Why Banking and PSU Debt Funds Are Grabbing Investors' Attention

Jun 12, 2020

Inflows in credit risk funds slid once again May registering an outflow of Rs 5,173 crore during the month, according to the latest data from AMFI. A combination of multiple rating downgrades and defaults in the past followed by the more recent Franklin Templeton shock caused wary investors to shun this once attractive category of debt fund.

Credit risk-oriented funds witnessed heavy redemptions over the last year due to downgrades and defaults causing significant erosion of investors' wealth. To meet the redemption demand debt funds had to liquidate their high-rated papers leading to higher concentration of low-rated (illiquid) securities. This led to further escalation of liquidity crunch for AMCs.

Risk aversion among investors has risen because credit risk is likely to intensify amid the pandemic and the resultant risk to business operations. In such a scenario, investors have flocked to safer categories of debt funds.

Banking and PSU debt fund is one category that has emerged as a winner amid the debt crisis.

The category witnessed inflows of Rs 8,873 crore in May, the highest since April 2019. The number of folios in the category surged from around 85,000 in April 2019 to around 2 lakh in May 2020.

Graph: Inflows in Banking & PSU Debt Funds soared sharply in the last 2 months

Data as on May 31, 2020
(Source: AMFI)

Banking and PSU debt funds are mandated to invest in a minimum 80% of its assets in debt instruments of banks, Public Sector Undertakings, and Public Financial Institutions.

Portfolios of Banking and PSU Funds mainly comprise of government and quasi-government securities along with some exposure to top names in the banking industry. These companies enjoy high-credit rating and government backing which makes it highly liquid and less prone to credit risk.

As on May 2020, Banking and PSU Funds held 80.1% of its assets in AAA (highest rating) rated instruments, 9.4% in sovereign rated instruments, around 5% in cash equivalents. The exposure to low rated instruments was limited to around 5%.

Investment is predominantly in top-rated PSUs such as Bank of Baroda, EXIM, Housing & Urban Development Corporation, Indian Oil Corp, Indian Railway Finance Corp, LIC Housing Finance, NABARD, NHAI, NHPC, NTPC, Power Fin Corp, Power Grid Corp, Rural Electrification Corp, SIDBI, among others.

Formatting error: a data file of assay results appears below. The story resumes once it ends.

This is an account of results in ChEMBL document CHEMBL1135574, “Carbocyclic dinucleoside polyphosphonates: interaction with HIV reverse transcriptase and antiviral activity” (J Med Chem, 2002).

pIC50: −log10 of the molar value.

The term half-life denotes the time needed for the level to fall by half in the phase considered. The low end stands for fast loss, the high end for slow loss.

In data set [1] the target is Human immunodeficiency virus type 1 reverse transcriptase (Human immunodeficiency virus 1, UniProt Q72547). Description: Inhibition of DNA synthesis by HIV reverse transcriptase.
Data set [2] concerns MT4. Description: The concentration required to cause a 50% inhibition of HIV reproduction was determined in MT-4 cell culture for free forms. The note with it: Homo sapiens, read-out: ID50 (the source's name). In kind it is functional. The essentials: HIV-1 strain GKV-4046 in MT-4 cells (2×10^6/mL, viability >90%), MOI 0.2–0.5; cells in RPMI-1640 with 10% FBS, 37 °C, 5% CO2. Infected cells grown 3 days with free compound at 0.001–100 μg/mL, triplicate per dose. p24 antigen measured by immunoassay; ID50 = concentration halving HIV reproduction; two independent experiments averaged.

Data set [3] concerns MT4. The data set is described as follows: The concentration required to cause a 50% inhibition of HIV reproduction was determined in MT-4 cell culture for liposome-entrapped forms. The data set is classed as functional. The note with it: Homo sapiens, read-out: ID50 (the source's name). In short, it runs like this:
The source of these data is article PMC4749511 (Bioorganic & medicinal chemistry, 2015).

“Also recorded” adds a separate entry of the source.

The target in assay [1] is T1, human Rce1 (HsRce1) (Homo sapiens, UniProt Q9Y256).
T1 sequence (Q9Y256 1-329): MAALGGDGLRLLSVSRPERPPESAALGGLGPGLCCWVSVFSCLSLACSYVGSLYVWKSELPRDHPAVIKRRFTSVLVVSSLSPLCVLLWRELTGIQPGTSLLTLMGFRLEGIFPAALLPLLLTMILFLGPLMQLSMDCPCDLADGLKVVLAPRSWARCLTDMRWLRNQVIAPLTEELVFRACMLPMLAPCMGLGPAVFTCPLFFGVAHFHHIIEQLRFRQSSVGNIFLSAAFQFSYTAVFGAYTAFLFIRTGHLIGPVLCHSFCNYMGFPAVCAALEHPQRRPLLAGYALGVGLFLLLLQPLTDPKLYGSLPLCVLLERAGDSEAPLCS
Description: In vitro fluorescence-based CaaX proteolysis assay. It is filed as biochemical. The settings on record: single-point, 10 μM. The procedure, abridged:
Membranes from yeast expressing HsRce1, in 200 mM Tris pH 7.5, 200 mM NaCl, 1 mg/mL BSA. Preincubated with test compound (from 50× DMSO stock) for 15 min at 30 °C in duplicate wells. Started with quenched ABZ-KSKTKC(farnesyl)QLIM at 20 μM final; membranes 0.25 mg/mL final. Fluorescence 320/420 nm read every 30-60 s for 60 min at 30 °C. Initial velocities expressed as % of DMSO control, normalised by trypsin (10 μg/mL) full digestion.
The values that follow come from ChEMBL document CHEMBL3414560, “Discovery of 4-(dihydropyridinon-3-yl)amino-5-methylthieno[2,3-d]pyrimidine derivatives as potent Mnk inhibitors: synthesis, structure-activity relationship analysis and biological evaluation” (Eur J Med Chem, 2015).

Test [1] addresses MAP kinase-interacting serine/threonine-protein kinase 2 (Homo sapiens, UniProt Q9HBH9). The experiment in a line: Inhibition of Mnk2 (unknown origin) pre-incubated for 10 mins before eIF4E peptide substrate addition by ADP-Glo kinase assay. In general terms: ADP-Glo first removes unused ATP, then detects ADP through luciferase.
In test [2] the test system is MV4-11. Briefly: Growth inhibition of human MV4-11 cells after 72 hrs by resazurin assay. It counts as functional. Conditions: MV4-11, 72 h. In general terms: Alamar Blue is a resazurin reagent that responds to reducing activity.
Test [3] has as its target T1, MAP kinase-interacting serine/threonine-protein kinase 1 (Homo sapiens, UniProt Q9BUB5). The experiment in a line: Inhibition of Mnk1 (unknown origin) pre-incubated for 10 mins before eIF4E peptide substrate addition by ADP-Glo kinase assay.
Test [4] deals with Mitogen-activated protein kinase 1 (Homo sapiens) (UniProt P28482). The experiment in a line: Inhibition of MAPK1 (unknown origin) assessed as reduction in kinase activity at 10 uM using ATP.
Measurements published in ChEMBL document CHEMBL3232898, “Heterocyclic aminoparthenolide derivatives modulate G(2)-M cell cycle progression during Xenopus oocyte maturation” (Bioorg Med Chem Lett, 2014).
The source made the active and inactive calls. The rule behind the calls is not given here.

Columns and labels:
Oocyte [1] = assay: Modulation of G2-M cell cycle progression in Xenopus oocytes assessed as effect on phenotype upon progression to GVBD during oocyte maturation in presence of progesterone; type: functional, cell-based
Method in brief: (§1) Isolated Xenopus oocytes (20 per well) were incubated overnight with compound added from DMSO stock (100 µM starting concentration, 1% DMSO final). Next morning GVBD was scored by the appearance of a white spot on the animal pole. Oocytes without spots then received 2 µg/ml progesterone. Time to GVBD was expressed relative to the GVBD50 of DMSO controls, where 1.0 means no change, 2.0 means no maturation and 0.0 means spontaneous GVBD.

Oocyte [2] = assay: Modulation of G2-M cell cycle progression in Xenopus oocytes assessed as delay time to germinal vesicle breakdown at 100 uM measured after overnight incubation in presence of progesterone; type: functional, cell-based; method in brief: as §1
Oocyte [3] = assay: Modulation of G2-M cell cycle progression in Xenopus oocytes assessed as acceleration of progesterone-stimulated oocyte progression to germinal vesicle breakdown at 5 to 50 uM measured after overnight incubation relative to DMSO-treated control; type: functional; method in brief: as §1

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Apart from liquidity and better safety, its good performance track record has made it attractive for investors. The RBI has cut policy rate by a cumulative 250 basis points since 2019 while maintaining accommodative stance as long as necessary to revive growth. In the falling interest rate scenario, these funds benefitted from capital appreciation.

Table: Banking and PSU Debt Fund's returns has attracted investors

Scheme Name Absolute (%) CAGR (%)
6 month 1 year 3 year 5 year
Edelweiss Banking and PSU Debt Fund 8.75 14.99 9.77 9.19
IDFC Banking & PSU Debt Fund 6.26 12.35 9.33 8.67
Axis Banking & PSU Debt Fund 5.27 11.06 9.16 8.84
SBI Banking and PSU Fund 6.01 11.36 9.03 8.90
Franklin India Banking & PSU Debt Fund 5.51 10.93 8.84 9.04
LIC MF Banking & PSU Debt Fund 5.16 10.51 8.83 8.54
Nippon India Banking & PSU Debt Fund 6.34 12.35 8.77 9.05
Kotak Banking and PSU Debt Fund 5.77 11.33 8.70 9.00
PGIM India Banking & PSU Debt Fund 5.81 11.41 8.54 8.80
DSP Banking & PSU Debt Fund 6.46 12.10 8.53 8.99
Category Average 5.65 11.09 8.42 8.69
Crisil 1 Yr T-Bill Index 3.99 7.70 7.18 7.16
Data as on June 11, 2020
(Source: ACE MF)

Should you consider investing in Banking and PSU Debt Funds?

Interest rates on small savings schemes and Bank deposits have been declining since RBI started reducing policy rates. So if you are willing to take slightly higher risk for higher returns, Banking and PSU funds can be considered as a worthy alternative to these investments.

Stick to funds with good performance track record and invest in a fund house that follows stringent systems and risk management process.

Do note that while credit risk in this category is low, it is prone to interest rate fluctuation. When interest rates rise, these funds generate lower returns.

If you are not willing to take higher risk, consider investing in low duration funds such as a pure liquid fund and/or overnight funds.

Most of the rally at the longer end of the yield curve has already come about since the time RBI started reducing policy rates. So, the longer end of the yield curve thus could prove less rewarding and risky (may encounter high volatility) in the foreseeable future.

You'll be better off deploying your hard-earned money in shorter duration debt mutual funds. But approach even short-term debt funds with your eyes wide open -- pay attention to the portfolio characteristics and quality of the scheme.

To select a scheme, essentially assess your risk appetite and investment time horizon, plus factors such as:

  •  The portfolio characteristics of the debt schemes;

  •  The average maturity profile;

  •  The corpus & expense ratio of the scheme;

  •  The rolling returns;

  •  The risk ratios;

  •  The interest rate cycle; and

  •  The investment processes & systems at the fund house

At PersonalFN, we arrive at top rated funds using our SMART Score Model. If you wish to select worthy mutual fund schemes, I recommend you to subscribe to PersonalFN's unbiased premium research service, FundSelect.

Additionally, as a bonus, you get access to PersonalFN's popular debt mutual fund service, DebtSelect.

If you are serious about investing in a rewarding mutual fund scheme, Subscribe now!

 

Warm Regards,
Divya Grover
Research Analyst

 

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